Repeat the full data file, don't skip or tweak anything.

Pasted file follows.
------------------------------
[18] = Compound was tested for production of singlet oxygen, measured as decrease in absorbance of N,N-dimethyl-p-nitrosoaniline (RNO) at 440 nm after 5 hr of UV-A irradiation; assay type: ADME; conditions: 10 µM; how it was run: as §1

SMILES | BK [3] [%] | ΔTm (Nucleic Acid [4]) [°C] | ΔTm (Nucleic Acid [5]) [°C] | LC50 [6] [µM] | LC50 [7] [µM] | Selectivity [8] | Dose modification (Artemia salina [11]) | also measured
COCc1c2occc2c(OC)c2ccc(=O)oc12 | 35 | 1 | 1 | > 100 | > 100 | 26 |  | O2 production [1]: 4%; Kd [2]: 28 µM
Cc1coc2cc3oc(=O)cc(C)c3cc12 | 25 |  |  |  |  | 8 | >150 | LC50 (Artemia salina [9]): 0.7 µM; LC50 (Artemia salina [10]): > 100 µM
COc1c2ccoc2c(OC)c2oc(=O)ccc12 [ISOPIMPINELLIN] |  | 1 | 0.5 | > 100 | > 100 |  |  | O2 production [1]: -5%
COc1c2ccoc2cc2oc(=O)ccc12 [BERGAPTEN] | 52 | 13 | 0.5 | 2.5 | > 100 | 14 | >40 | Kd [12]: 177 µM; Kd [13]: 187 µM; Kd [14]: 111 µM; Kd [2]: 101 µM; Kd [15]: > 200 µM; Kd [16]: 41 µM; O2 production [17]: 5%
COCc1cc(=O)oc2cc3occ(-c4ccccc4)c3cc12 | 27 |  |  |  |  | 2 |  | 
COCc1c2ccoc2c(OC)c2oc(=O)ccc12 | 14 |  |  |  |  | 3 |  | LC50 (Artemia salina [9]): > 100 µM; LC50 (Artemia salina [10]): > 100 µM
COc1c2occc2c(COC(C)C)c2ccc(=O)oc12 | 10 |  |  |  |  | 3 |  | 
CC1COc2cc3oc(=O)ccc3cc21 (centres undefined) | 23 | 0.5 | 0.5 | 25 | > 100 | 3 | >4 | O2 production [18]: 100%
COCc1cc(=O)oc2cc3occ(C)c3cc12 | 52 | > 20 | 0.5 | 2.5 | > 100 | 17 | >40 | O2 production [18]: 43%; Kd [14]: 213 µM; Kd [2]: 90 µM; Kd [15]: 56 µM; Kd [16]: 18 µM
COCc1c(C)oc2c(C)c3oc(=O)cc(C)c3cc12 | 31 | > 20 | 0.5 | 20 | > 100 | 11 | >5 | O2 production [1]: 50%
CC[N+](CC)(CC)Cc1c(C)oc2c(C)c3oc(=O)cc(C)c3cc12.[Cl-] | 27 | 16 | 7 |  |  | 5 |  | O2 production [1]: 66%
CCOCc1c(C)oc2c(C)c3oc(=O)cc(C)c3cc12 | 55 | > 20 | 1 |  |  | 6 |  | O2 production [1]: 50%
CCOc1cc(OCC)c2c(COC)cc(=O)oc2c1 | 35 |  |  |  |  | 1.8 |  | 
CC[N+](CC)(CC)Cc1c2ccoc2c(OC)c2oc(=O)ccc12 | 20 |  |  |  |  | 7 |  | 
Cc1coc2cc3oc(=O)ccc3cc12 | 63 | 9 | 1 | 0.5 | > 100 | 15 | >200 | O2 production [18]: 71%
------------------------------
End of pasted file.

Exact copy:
[18] = Compound was tested for production of singlet oxygen, measured as decrease in absorbance of N,N-dimethyl-p-nitrosoaniline (RNO) at 440 nm after 5 hr of UV-A irradiation; assay type: ADME; conditions: 10 µM; how it was run: as §1

SMILES | BK [3] [%] | ΔTm (Nucleic Acid [4]) [°C] | ΔTm (Nucleic Acid [5]) [°C] | LC50 [6] [µM] | LC50 [7] [µM] | Selectivity [8] | Dose modification (Artemia salina [11]) | also measured
COCc1c2occc2c(OC)c2ccc(=O)oc12 | 35 | 1 | 1 | > 100 | > 100 | 26 |  | O2 production [1]: 4%; Kd [2]: 28 µM
Cc1coc2cc3oc(=O)cc(C)c3cc12 | 25 |  |  |  |  | 8 | >150 | LC50 (Artemia salina [9]): 0.7 µM; LC50 (Artemia salina [10]): > 100 µM
COc1c2ccoc2c(OC)c2oc(=O)ccc12 [ISOPIMPINELLIN] |  | 1 | 0.5 | > 100 | > 100 |  |  | O2 production [1]: -5%
COc1c2ccoc2cc2oc(=O)ccc12 [BERGAPTEN] | 52 | 13 | 0.5 | 2.5 | > 100 | 14 | >40 | Kd [12]: 177 µM; Kd [13]: 187 µM; Kd [14]: 111 µM; Kd [2]: 101 µM; Kd [15]: > 200 µM; Kd [16]: 41 µM; O2 production [17]: 5%
COCc1cc(=O)oc2cc3occ(-c4ccccc4)c3cc12 | 27 |  |  |  |  | 2 |  | 
COCc1c2ccoc2c(OC)c2oc(=O)ccc12 | 14 |  |  |  |  | 3 |  | LC50 (Artemia salina [9]): > 100 µM; LC50 (Artemia salina [10]): > 100 µM
COc1c2occc2c(COC(C)C)c2ccc(=O)oc12 | 10 |  |  |  |  | 3 |  | 
CC1COc2cc3oc(=O)ccc3cc21 (centres undefined) | 23 | 0.5 | 0.5 | 25 | > 100 | 3 | >4 | O2 production [18]: 100%
COCc1cc(=O)oc2cc3occ(C)c3cc12 | 52 | > 20 | 0.5 | 2.5 | > 100 | 17 | >40 | O2 production [18]: 43%; Kd [14]: 213 µM; Kd [2]: 90 µM; Kd [15]: 56 µM; Kd [16]: 18 µM
COCc1c(C)oc2c(C)c3oc(=O)cc(C)c3cc12 | 31 | > 20 | 0.5 | 20 | > 100 | 11 | >5 | O2 production [1]: 50%
CC[N+](CC)(CC)Cc1c(C)oc2c(C)c3oc(=O)cc(C)c3cc12.[Cl-] | 27 | 16 | 7 |  |  | 5 |  | O2 production [1]: 66%
CCOCc1c(C)oc2c(C)c3oc(=O)cc(C)c3cc12 | 55 | > 20 | 1 |  |  | 6 |  | O2 production [1]: 50%
CCOc1cc(OCC)c2c(COC)cc(=O)oc2c1 | 35 |  |  |  |  | 1.8 |  | 
CC[N+](CC)(CC)Cc1c2ccoc2c(OC)c2oc(=O)ccc12 | 20 |  |  |  |  | 7 |  | 
Cc1coc2cc3oc(=O)ccc3cc12 | 63 | 9 | 1 | 0.5 | > 100 | 15 | >200 | O2 production [18]: 71%